Ultrafast Image Categorization in Biology and Neural Models

7 May 2022  ·  Jean-Nicolas Jérémie, Laurent U Perrinet ·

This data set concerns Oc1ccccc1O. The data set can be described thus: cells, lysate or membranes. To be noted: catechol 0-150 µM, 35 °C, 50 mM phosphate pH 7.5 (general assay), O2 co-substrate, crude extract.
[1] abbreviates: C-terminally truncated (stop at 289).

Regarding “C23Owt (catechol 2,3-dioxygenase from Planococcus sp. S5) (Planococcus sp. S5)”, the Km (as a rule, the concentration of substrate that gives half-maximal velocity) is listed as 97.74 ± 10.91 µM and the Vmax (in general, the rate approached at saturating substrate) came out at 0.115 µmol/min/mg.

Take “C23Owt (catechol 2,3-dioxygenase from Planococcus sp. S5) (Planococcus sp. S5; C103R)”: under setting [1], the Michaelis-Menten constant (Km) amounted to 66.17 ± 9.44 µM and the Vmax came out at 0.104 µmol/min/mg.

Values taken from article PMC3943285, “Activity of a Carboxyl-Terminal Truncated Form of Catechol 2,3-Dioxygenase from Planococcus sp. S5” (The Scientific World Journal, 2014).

Humans are able to categorize images very efficiently, in particular to detect the presence of an animal very quickly. Recently, deep learning algorithms based on convolutional neural networks (CNNs) have achieved higher than human accuracy for a wide range of visual categorization tasks. However, the tasks on which these artificial networks are typically trained and evaluated tend to be highly specialized and do not generalize well, e.g., accuracy drops after image rotation. In this respect, biological visual systems are more flexible and efficient than artificial systems for more general tasks, such as recognizing an animal. To further the comparison between biological and artificial neural networks, we re-trained the standard VGG 16 CNN on two independent tasks that are ecologically relevant to humans: detecting the presence of an animal or an artifact. We show that re-training the network achieves a human-like level of performance, comparable to that reported in psychophysical tasks. In addition, we show that the categorization is better when the outputs of the models are combined. Indeed, animals (e.g., lions) tend to be less present in photographs that contain artifacts (e.g., buildings). Furthermore, these re-trained models were able to reproduce some unexpected behavioral observations from human psychophysics, such as robustness to rotation (e.g., an upside-down or tilted image) or to a grayscale transformation. Finally, we quantified the number of CNN layers required to achieve such performance and showed that good accuracy for ultrafast image categorization can be achieved with only a few layers, challenging the belief that image recognition requires deep sequential analysis of visual objects.

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